- n. Plural form of foot soldier.
“And in a country with an unemployment rate of something like 50 percent, AQI was paying its foot soldiers salaries and raking in money from various oil-smuggling scams, kidnapping rings, extortion schemes, and overseas donations.”
“They perfected light armor for foot soldiers and hit-and-run tactics, to which the heavy-armed Romans were vulnerable.”
“With their speed and maneuverability, well-armed horsemen could be an effective counter to the Macedonian foot soldiers and their sarissa spears.”
“Normally, our bone marrow and thymus produce millions of T cells, which are the foot soldiers that work diligently to serve the immune system.”
“By the light of flaming torches the now-terrified foot soldiers saw their hands sink into the silvery trunk of the young birch they were using as a battering ram.”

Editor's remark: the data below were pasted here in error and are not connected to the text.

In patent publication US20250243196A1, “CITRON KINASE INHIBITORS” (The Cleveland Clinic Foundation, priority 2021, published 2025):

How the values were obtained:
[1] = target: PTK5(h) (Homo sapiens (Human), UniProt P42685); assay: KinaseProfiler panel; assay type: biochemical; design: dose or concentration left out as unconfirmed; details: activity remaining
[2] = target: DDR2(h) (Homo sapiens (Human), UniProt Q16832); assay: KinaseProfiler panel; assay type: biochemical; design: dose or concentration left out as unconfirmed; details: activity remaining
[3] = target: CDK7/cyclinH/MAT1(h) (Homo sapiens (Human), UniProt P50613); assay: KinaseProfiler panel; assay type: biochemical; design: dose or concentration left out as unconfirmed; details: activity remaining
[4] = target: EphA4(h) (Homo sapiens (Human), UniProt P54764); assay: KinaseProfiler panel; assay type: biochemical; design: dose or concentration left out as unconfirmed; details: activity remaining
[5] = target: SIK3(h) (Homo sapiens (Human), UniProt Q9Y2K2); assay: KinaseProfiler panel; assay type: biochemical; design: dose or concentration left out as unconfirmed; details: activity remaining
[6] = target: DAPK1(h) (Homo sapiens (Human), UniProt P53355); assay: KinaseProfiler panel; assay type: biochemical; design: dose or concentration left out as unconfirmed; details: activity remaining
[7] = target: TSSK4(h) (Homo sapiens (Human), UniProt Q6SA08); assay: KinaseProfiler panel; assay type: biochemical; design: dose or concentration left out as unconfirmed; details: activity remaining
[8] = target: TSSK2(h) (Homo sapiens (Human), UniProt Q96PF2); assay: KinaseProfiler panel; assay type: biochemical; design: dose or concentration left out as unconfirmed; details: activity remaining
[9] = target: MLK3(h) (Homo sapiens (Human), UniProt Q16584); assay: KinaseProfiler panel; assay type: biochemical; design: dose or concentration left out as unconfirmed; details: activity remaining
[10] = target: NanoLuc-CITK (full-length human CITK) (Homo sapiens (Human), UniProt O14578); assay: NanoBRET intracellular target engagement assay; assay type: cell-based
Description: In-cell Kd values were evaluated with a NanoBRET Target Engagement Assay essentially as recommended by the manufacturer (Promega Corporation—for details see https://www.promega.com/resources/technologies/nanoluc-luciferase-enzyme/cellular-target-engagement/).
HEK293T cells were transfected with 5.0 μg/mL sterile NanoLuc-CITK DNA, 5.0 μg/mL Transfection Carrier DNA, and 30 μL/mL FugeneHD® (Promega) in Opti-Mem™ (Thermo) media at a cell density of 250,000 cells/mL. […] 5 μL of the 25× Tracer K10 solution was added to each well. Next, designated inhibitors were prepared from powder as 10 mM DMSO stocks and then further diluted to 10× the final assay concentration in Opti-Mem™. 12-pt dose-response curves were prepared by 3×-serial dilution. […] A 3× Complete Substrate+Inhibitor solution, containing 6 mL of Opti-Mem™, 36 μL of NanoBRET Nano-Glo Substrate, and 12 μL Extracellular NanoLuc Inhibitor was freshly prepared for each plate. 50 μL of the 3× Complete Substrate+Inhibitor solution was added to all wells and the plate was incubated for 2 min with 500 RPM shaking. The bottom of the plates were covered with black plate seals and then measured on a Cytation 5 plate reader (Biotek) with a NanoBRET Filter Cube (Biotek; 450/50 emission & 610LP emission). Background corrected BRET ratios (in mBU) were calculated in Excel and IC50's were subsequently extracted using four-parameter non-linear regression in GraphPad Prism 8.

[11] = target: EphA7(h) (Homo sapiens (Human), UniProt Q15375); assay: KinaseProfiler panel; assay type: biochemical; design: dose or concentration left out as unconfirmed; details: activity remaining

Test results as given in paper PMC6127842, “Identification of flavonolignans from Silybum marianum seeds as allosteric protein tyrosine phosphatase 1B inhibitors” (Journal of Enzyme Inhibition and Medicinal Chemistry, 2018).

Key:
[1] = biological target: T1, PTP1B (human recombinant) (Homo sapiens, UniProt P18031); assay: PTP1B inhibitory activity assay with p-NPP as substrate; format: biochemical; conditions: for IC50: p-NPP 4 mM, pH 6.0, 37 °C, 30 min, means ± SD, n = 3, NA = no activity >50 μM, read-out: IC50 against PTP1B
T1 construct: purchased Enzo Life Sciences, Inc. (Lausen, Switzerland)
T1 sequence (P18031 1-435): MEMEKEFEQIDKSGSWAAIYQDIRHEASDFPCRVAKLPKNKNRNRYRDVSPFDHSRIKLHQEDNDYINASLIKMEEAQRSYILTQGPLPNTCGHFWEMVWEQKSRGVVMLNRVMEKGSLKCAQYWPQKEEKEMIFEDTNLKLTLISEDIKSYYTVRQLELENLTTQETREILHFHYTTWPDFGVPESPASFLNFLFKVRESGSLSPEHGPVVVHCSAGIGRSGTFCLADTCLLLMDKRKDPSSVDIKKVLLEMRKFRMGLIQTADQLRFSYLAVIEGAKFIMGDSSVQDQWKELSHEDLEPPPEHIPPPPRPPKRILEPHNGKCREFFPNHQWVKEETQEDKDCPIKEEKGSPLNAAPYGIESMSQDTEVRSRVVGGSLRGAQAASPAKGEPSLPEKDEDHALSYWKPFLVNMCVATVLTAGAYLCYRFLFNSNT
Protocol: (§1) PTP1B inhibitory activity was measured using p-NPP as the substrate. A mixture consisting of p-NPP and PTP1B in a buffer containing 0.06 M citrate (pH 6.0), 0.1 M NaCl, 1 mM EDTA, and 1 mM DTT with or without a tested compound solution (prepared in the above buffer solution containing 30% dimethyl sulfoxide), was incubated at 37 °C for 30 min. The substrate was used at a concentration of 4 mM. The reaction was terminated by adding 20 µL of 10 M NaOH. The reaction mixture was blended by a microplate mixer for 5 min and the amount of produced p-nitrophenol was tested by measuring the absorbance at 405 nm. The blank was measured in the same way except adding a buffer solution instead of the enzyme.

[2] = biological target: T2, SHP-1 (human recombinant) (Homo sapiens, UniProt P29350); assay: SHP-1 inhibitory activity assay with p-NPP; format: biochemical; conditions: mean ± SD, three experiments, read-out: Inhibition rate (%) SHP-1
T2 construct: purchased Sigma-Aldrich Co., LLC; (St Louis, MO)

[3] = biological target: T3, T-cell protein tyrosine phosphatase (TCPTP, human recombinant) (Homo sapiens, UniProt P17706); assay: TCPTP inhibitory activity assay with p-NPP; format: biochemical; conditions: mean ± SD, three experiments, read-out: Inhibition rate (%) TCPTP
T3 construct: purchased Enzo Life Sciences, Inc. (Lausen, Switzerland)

“He repeated all the mistakes his subordinates had made at the Cilician Gates and Mount Amanus, still imbued with contempt for foot soldiers faced with mailed giants on mailed horses.”
“And in a country with a stratospheric unemployment rate, AQI was paying its foot soldiers salaries and raking in millions of dollars from various oil smuggling scams, kidnapping rings, extortion schemes, and overseas donations.”
“AC-130 gunships and B-52 bombers made short work of the Taliban foot soldiers on the Kabul front lines.”
“As a result of the fact that many in Guantánamo were either foot soldiers for the Taliban or innocents swept up in the fog of war, FBI Special Agent Daniel Coleman, who was arguably the most knowledgeable person in the U.S. government about al-Qaeda, says as a source of information the Guantánamo camp was a bust: “I never saw anything useful.””
“It wasn't much-he had a dozen of the towering brutes the knights used as foot soldiers at his disposal.”
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